The Army’s Rapid Capabilities and Critical Technologies Office (RCCTO) is holding a live fire demonstration in April that will explore interest in industry’s potential to provide counter-small drone capabilities “as a service,” the office’s director said Wednesday. 

“For a long time, we bought particular products and we provided those to soldiers. That’s been the model for a long time and maybe it’s time to change that model a little bit. Maybe what we need to do is have a company that we say [to them], ‘We want you to defend this area. You figure out what systems you need, and how much time and money you need to do that.’ And let’s see if we can use that model,” Lt. Gen. Neil Thurgood, the director of RCCTO, said during his address at the McAleese Conference. “It may not work in all environments. It may be really good in CONUS. It may be really bad in combat. We don’t know but we’re willing to try it.”

Soldiers from 5th Armored Brigade, First Army Division West, developed a course of instruction to counter the threat of commercial, off-the-shelf unmanned aerial surveillance vehicles at McGregor Range Complex, N.M. Photo: (Staff Sgt. Timothy Gray)

The upcoming live fire event at Yuma Proving Ground in Arizona is part of a semi-annual demonstration series led by the Joint Counter-Small Unmanned Aircraft Systems (C-sUAS) Office (JCO), of which RCCTO is serving as the materiel arm to support capability efforts.

“This is about bringing what you have to the range. We’re going to do a live fire event. And if we like it, we’re going to buy it,” Thurgood said. “[This] allows all the services the opportunity to buy it based on what their mission set is.”

Thurgood noted RCCTO held a competitive white papers process with industry to participate in the demonstration, before selecting five companies who will showcase capabilities in the areas of  C-sUAS as-a-service, high-powered microwaves and high-energy lasers.

“They bring their kit they think is a good solution. We have a grading criteria that we give them beforehand. Here’s how we’re going to grade you. And we’re going to start a live fire. Sometimes they do really good and sometimes it’s a challenge for them,” Thurgood told reporters at the conference following his discussion. “At the end of that, we do an evaluation and if one or two of them does what we want them to do, what we need it do at the cost we need it, then we open a contract with them.”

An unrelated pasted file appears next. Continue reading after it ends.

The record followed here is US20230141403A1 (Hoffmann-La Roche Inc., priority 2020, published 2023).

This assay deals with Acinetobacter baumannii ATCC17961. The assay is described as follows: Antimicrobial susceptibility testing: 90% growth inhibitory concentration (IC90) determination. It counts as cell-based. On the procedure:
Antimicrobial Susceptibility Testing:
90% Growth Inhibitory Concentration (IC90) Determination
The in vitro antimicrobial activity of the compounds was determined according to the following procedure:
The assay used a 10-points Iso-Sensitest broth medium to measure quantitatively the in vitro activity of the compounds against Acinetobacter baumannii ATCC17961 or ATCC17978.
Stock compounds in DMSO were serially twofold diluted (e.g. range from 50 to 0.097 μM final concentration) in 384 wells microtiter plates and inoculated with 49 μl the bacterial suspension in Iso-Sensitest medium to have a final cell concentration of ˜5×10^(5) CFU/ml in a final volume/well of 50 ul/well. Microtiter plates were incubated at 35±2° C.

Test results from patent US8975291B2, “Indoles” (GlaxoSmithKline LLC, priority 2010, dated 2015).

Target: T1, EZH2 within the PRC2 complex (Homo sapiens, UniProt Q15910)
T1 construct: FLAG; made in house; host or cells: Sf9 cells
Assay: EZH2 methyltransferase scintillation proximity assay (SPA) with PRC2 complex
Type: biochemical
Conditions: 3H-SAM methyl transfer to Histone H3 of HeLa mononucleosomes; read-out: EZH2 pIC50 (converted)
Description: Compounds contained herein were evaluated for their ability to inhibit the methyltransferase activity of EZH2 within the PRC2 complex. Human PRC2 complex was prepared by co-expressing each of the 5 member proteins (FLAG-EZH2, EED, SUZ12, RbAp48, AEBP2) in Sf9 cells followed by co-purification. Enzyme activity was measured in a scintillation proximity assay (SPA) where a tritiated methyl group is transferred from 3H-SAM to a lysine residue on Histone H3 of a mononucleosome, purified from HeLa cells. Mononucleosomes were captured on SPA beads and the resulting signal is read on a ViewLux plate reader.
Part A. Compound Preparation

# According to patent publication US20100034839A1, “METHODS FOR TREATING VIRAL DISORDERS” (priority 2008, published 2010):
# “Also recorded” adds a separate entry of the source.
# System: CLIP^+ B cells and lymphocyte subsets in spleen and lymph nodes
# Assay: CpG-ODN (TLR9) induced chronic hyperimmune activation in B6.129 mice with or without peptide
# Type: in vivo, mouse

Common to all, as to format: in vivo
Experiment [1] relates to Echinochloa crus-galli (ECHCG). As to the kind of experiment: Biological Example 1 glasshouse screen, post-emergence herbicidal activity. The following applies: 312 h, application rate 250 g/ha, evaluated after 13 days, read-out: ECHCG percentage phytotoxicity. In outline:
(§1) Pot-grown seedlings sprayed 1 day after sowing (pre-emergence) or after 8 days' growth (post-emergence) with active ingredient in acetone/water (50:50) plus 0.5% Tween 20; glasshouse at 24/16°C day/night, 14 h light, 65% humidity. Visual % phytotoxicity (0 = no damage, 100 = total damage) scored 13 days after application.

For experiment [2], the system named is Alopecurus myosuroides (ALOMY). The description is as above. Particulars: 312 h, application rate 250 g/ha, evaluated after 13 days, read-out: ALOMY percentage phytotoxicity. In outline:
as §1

On C-sUAS as-a-service, Thurgood said the upcoming engagement with industry will allow RCCTO assess how that model could potentially help get after cost savings by allowing industry to own the sustainment and upgrades for such capabilities.

“In some cases, why don’t we let a company find the solutions, keep the solutions sets modernized, let them pay for that bill internally or we can help them and then let them maintain that capability. Again, it’s an idea. It may not work everywhere. It may be really good within the boundaries of the United States if we needed to do it. It may not be good in combat,” Thurgood said. “The services are really excited about it. We’ll see if it’s cost-effective. Number one, it has to meet the mission. It’s got to be cheaper than the way we’re doing it now or there’s no sense in doing it. So it’s a good idea, we’ll see if it’s a great idea.”

RCCTO and the C-sUAS JCO are still working through selecting specific areas of interest for the second demonstration this year scheduled for September, according to Thurgood. 

Army Maj. Gen. Sean Gainey, director of the C-sUAS JCO, said in January he wants to take advantage of artificial intelligence and machine learning technologies to make it easier for the users of counter-drone systems to combat evolving threats (Defense Daily, Jan. 14).